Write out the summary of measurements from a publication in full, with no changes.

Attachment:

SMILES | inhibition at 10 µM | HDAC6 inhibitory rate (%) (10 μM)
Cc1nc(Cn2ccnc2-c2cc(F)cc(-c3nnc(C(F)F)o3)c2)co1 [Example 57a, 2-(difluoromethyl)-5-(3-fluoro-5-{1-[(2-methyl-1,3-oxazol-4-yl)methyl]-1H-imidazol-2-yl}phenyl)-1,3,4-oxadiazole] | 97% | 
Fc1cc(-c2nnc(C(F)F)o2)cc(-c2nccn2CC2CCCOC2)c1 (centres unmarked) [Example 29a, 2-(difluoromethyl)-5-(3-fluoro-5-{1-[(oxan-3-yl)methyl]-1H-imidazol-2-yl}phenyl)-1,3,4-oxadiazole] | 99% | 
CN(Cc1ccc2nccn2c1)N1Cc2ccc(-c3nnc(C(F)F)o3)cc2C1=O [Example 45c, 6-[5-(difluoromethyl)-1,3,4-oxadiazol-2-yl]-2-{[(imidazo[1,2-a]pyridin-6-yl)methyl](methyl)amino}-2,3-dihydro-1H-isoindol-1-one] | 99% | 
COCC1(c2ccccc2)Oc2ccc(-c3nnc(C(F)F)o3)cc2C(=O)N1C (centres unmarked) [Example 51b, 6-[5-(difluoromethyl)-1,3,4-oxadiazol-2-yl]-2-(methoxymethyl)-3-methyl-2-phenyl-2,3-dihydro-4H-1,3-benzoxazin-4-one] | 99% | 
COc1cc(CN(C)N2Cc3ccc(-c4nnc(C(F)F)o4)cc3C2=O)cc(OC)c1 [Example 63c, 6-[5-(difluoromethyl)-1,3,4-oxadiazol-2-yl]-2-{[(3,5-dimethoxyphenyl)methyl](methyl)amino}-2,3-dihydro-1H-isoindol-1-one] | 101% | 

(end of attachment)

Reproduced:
SMILES | inhibition at 10 µM | HDAC6 inhibitory rate (%) (10 μM)
Cc1nc(Cn2ccnc2-c2cc(F)cc(-c3nnc(C(F)F)o3)c2)co1 [Example 57a, 2-(difluoromethyl)-5-(3-fluoro-5-{1-[(2-methyl-1,3-oxazol-4-yl)methyl]-1H-imidazol-2-yl}phenyl)-1,3,4-oxadiazole] | 97% | 
Fc1cc(-c2nnc(C(F)F)o2)cc(-c2nccn2CC2CCCOC2)c1 (centres unmarked) [Example 29a, 2-(difluoromethyl)-5-(3-fluoro-5-{1-[(oxan-3-yl)methyl]-1H-imidazol-2-yl}phenyl)-1,3,4-oxadiazole] | 99% | 
CN(Cc1ccc2nccn2c1)N1Cc2ccc(-c3nnc(C(F)F)o3)cc2C1=O [Example 45c, 6-[5-(difluoromethyl)-1,3,4-oxadiazol-2-yl]-2-{[(imidazo[1,2-a]pyridin-6-yl)methyl](methyl)amino}-2,3-dihydro-1H-isoindol-1-one] | 99% | 
COCC1(c2ccccc2)Oc2ccc(-c3nnc(C(F)F)o3)cc2C(=O)N1C (centres unmarked) [Example 51b, 6-[5-(difluoromethyl)-1,3,4-oxadiazol-2-yl]-2-(methoxymethyl)-3-methyl-2-phenyl-2,3-dihydro-4H-1,3-benzoxazin-4-one] | 99% | 
COc1cc(CN(C)N2Cc3ccc(-c4nnc(C(F)F)o4)cc3C2=O)cc(OC)c1 [Example 63c, 6-[5-(difluoromethyl)-1,3,4-oxadiazol-2-yl]-2-{[(3,5-dimethoxyphenyl)methyl](methyl)amino}-2,3-dihydro-1H-isoindol-1-one] | 101% | 